The registered manager had developed organised systems in relation to the management of the home. Quality monitoring checks and analysis of incidents were in place and used to further improve the service.

We found breaches of the Health and Social Care Act 2008 (Regulated Activities) Regulations 2014. You can see what action we told the provider to take at the back of the full version of the report.

Inspection carried out on 15 March 2016

During a routine inspection

Gracewell of Salisbury provides accommodation and nursing care for up to 63 older people. At the time of our inspection 45 people were living at the home. The home was last inspected in April 2014 and was found to be meeting all of the standards assessed.

This inspection took place on 15 March 2016 and was unannounced. We returned on 18 March 2016 to complete the inspection.

There was a registered manager in post at the service. A registered manager is a person who has registered with the Care Quality Commission to manage the service. Like registered providers, they are ‘registered persons’. Registered persons have legal responsibility for meeting the requirements in the Health and Social Care Act and associated Regulations about how the service is run.

People who use the service and their relatives were positive about the care they received and praised the quality of the staff and management. Comments from people included, “The nurses and carers are always there when you need them”, “I feel very safe here, there’s nothing to worry about” and “The staff treat me well and I feel safe”. A relative told us, “The nurses and carers are always there when you need them”.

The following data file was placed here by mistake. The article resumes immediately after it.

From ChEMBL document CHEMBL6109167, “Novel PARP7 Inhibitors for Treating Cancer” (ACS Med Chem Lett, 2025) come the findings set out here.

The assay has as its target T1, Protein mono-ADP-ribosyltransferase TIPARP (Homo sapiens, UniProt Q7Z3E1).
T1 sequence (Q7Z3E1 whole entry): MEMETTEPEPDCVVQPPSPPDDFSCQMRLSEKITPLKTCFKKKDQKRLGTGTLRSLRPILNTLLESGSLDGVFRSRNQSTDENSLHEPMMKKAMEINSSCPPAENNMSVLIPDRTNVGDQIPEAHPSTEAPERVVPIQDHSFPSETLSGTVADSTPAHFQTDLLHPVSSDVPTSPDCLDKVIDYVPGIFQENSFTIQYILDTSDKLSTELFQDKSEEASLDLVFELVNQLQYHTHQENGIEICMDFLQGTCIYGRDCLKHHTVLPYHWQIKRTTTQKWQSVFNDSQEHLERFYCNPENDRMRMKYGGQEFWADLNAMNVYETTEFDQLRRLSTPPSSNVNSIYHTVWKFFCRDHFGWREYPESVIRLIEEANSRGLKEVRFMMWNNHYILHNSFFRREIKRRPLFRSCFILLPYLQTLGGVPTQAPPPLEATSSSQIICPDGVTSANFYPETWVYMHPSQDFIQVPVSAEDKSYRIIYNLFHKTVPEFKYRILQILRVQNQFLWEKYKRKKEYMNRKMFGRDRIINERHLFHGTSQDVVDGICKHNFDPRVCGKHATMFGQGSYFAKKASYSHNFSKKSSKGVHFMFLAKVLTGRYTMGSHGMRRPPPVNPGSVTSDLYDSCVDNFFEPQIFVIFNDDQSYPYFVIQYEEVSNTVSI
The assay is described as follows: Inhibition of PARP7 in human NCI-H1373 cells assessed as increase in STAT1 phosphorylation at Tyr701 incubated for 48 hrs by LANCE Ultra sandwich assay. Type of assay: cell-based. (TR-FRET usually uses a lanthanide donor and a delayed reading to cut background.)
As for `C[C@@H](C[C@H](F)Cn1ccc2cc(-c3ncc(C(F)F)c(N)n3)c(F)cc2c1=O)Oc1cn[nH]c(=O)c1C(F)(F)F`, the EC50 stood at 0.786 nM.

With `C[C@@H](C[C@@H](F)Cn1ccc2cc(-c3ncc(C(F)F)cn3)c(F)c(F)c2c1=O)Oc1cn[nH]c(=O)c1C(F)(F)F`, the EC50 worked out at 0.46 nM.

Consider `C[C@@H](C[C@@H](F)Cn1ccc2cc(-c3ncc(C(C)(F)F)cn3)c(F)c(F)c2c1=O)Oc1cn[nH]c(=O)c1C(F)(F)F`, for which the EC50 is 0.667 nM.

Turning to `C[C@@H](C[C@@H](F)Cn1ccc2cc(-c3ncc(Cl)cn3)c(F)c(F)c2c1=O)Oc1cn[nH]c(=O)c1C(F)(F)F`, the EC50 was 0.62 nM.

People told us they felt safe when receiving care and were involved in developing and reviewing their care plans. Systems were in place to protect people from abuse and harm and staff knew their responsibilities.

Staff understood the needs of the people they were providing care for. People told us staff provided care with kindness and compassion.

Staff were appropriately trained and skilled. They received a thorough induction when they started working at the home. They demonstrated a good understanding of their role and responsibilities. Staff had completed training to ensure the care and support provided to people was safe and effective to meet their needs.

The service was responsive to people’s needs and wishes. People had regular group and individual meetings to provide feedback about their care and there was an effective complaints procedure. Comments from people included, “They ask lots of questions about what we want and how we want it” and “I would speak to one of the nurses if I had a problem, they would help to resolve it”.

The provider regularly assessed and monitored the quality of care provided at Gracewell of Salisbury. People and their relatives were encouraged to express their views on the service and this was used to make improvements.

Inspection carried out on 16 July 2014

During a routine inspection